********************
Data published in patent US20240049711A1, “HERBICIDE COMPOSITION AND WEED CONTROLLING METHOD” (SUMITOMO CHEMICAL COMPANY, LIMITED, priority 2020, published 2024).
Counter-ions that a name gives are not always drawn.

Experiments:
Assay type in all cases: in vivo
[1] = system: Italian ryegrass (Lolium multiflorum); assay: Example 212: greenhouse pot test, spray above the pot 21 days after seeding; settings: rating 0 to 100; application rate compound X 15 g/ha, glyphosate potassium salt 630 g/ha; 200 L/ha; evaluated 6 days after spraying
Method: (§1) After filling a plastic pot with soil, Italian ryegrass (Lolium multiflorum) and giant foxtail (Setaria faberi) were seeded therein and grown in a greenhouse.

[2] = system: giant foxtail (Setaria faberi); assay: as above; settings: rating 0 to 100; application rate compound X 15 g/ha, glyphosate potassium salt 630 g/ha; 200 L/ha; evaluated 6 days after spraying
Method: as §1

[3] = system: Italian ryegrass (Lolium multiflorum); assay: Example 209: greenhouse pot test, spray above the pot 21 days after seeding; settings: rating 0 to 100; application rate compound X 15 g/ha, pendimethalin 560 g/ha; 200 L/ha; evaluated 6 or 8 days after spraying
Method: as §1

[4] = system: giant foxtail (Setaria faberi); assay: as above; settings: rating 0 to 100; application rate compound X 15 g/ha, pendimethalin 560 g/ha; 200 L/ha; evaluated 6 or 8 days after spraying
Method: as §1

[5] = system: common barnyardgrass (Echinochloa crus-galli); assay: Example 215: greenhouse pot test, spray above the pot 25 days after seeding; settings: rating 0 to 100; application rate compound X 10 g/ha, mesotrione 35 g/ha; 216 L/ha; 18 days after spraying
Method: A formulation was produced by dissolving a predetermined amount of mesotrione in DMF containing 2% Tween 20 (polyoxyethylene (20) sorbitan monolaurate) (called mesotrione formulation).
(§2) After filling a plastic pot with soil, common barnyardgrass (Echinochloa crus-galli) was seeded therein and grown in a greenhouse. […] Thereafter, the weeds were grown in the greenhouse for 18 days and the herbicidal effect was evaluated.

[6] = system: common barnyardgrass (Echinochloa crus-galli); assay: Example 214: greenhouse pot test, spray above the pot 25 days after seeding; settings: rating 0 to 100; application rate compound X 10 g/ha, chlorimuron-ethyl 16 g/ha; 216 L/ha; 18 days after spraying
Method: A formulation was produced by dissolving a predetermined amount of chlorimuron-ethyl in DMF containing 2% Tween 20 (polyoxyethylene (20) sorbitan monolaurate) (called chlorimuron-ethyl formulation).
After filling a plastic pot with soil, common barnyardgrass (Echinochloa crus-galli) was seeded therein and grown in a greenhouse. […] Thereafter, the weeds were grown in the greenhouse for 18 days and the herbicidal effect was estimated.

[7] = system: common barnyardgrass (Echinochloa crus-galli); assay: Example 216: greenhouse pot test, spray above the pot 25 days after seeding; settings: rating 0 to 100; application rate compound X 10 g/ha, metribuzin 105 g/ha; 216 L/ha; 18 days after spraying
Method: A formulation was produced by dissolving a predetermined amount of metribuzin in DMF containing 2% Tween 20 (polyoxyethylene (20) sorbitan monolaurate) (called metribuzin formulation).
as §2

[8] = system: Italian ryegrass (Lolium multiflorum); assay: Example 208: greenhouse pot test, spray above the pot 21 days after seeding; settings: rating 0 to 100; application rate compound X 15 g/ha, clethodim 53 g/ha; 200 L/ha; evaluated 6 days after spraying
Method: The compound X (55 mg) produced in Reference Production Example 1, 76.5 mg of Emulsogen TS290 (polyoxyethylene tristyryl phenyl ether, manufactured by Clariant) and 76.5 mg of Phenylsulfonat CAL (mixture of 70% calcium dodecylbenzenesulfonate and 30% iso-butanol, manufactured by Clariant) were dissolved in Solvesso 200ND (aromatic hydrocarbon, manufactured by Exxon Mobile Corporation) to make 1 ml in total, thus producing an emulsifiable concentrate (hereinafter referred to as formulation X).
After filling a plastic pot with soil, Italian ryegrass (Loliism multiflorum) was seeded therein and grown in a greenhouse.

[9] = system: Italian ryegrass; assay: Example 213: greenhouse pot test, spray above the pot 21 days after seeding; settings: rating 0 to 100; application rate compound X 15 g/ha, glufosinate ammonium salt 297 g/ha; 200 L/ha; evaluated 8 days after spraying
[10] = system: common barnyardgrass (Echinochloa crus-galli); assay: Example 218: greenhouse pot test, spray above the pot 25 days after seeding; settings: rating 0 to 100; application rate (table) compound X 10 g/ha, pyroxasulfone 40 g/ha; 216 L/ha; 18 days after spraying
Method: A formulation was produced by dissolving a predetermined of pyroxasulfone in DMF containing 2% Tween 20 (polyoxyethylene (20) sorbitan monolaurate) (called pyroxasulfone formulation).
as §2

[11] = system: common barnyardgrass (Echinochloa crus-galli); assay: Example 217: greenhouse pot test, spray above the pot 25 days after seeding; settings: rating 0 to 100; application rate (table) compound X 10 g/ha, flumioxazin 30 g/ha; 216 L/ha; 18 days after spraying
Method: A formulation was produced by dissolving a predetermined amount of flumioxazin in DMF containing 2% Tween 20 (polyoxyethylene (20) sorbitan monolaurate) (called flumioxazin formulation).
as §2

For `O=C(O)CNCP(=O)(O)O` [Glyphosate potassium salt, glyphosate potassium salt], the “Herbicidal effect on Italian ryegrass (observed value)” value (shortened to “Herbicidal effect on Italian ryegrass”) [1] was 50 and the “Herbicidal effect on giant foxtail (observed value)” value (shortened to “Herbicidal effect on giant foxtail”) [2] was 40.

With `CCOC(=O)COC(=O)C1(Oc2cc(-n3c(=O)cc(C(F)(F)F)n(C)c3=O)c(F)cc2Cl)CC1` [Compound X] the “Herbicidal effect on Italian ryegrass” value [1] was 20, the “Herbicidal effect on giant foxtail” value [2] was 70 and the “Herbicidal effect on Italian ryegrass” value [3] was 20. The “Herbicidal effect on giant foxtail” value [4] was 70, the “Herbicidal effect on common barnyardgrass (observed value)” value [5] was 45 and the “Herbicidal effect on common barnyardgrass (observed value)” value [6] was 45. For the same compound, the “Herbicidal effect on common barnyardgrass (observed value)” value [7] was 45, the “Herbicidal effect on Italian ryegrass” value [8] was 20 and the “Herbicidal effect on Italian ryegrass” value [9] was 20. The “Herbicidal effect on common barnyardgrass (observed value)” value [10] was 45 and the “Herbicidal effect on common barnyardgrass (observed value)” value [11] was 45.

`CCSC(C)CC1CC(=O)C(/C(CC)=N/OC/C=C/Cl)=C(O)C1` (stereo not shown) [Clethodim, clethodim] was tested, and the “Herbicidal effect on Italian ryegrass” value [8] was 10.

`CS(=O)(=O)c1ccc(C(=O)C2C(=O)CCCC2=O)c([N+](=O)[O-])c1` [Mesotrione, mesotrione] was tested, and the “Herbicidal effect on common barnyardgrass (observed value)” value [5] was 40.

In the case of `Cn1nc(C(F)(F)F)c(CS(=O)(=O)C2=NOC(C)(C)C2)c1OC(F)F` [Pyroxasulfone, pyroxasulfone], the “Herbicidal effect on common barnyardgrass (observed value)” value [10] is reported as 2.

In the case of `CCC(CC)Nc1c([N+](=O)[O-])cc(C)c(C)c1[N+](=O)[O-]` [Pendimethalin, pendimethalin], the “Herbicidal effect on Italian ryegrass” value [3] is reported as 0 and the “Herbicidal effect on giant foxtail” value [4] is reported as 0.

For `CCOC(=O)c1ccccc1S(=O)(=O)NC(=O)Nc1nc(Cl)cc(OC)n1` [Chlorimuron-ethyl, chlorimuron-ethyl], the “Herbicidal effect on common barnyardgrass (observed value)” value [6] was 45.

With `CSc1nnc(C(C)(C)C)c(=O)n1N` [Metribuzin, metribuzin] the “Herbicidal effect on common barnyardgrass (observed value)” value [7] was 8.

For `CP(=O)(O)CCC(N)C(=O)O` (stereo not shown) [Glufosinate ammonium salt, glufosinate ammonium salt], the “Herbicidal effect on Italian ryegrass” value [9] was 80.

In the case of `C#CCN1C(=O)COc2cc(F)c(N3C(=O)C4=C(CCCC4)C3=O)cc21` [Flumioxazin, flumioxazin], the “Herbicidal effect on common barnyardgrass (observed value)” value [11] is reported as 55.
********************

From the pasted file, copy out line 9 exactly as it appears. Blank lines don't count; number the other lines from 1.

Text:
[3] = system: Italian ryegrass (Lolium multiflorum); assay: Example 209: greenhouse pot test, spray above the pot 21 days after seeding; settings: rating 0 to 100; application rate compound X 15 g/ha, pendimethalin 560 g/ha; 200 L/ha; evaluated 6 or 8 days after spraying